Changing Medical Education: Competent and Compassionate Health Care

“I have been called ‘it’ and wounded by people’s words more often than I care to count,” recalls Dr. Peek Ehlinger, an openly transgender resident in the Alaska Family Residency Program.

Throughout their four years of medical school in Minnesota and first year of residency in Alaska, Peek experienced many disheartening moments—as a student, as a physician, and as a patient.

“There is a lack of exposure and understanding,” Peek reflects with a deep sigh. “I have had to grow a much thicker skin.”

This experience and the experiences of LGBTQ patients in Alaska and beyond prompted Peek and a group of colleagues to develop, with support from a Pride Foundation grant, a holistic and comprehensive residency curriculum to help family practitioners better serve their LGBTQ patients.

With the goal of creating the most robust residency curriculum of its kind, few would have expected this groundbreaking resource to begin in Alaska. Medical schools in the United States currently only dedicate, on average, five hours of training focused on serving LGBTQ patients during a three-year residency. This lack of education often translates to uninformed care and—for LGBTQ patients sitting on paper-lined examination tables across the country—the impact can be deeply harmful and long-lasting.

More than half of LGBTQ people report facing discrimination from a health care provider—ranging from misgendering, to denial of service and even sexual or physical assault—and one in four transgender respondents report being completely refused medical care by a provider. As a result, nearly one quarter of transgender people report postponing necessary medical care because they fear discrimination from those who are tasked with caring for them.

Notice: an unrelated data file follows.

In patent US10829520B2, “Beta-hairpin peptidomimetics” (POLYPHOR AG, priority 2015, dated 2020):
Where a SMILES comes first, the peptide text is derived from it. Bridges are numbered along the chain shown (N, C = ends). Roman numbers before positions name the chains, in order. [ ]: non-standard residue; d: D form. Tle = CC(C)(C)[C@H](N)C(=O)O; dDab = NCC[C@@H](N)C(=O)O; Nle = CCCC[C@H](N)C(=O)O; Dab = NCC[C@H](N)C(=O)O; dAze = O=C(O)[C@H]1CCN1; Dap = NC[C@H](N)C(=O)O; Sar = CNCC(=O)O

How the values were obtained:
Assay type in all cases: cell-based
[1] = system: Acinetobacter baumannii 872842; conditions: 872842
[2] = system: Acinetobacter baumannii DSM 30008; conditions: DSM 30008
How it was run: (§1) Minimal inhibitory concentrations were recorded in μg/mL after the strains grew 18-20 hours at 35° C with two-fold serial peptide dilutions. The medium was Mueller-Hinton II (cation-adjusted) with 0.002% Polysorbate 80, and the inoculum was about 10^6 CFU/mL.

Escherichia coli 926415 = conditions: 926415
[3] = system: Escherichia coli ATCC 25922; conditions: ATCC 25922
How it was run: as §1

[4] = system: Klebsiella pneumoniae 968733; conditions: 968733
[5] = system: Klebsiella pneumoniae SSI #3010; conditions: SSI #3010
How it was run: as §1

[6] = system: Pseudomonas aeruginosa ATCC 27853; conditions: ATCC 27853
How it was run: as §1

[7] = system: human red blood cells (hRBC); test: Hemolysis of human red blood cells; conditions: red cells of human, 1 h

Dr. Annie Derthick, a Pride Foundation Scholar Alum and clinical psychologist with Providence Family Medicine Center, is partnering with Peek to develop this life-changing curriculum.

With passion in her eyes, Annie describes the critical need for this work, “For as long as I can remember, there’s been a desire among my colleagues to better serve the LGBTQ community.”

“We need to figure this out because our patients often have nowhere else to go.”

The curriculum, which will be finalized this year and made available to other family medicine residencies across the country, will include lectures and peer-reviewed resources. But it will also call upon health care providers to fundamentally change their mindset.

“It’s about not making assumptions about people,” Peek explains. “Not assuming what kind of care they need or the gender of sexual partners based on the sex listed on a chart.”

LGBTQ patients deserve competent and compassionate care no matter where they live—and Peek and Annie are working tirelessly with the Alaska Family Residency Program to make this a reality.



Josh Hemsath is the Regional Philanthropy Officer in Alaska. 

Interested in reading more stories about the LGBTQ community in the Northwest? Read more from the 2016-2017 Gratitude Report.

Click here to learn more about the amazing work of Alaska Family Medicine Residency!

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